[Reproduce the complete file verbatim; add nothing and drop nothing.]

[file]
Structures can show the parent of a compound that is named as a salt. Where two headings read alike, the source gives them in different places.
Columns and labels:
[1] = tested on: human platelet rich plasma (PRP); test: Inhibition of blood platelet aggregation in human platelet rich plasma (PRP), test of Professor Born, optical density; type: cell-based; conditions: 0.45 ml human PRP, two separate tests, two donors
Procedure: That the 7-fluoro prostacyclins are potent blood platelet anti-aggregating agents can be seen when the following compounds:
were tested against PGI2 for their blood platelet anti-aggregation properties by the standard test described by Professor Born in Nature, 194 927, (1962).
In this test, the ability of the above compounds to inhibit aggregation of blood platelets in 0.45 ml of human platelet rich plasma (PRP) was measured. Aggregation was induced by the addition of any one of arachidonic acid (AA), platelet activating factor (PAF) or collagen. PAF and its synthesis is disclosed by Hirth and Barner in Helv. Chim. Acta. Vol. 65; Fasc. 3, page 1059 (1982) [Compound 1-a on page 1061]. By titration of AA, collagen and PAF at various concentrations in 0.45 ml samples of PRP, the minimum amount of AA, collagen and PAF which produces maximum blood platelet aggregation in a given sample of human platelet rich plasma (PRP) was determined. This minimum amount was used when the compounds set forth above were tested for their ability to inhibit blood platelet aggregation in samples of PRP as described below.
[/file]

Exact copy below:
Structures can show the parent of a compound that is named as a salt. Where two headings read alike, the source gives them in different places.
Columns and labels:
[1] = tested on: human platelet rich plasma (PRP); test: Inhibition of blood platelet aggregation in human platelet rich plasma (PRP), test of Professor Born, optical density; type: cell-based; conditions: 0.45 ml human PRP, two separate tests, two donors
Procedure: That the 7-fluoro prostacyclins are potent blood platelet anti-aggregating agents can be seen when the following compounds:
were tested against PGI2 for their blood platelet anti-aggregation properties by the standard test described by Professor Born in Nature, 194 927, (1962).
In this test, the ability of the above compounds to inhibit aggregation of blood platelets in 0.45 ml of human platelet rich plasma (PRP) was measured. Aggregation was induced by the addition of any one of arachidonic acid (AA), platelet activating factor (PAF) or collagen. PAF and its synthesis is disclosed by Hirth and Barner in Helv. Chim. Acta. Vol. 65; Fasc. 3, page 1059 (1982) [Compound 1-a on page 1061]. By titration of AA, collagen and PAF at various concentrations in 0.45 ml samples of PRP, the minimum amount of AA, collagen and PAF which produces maximum blood platelet aggregation in a given sample of human platelet rich plasma (PRP) was determined. This minimum amount was used when the compounds set forth above were tested for their ability to inhibit blood platelet aggregation in samples of PRP as described below.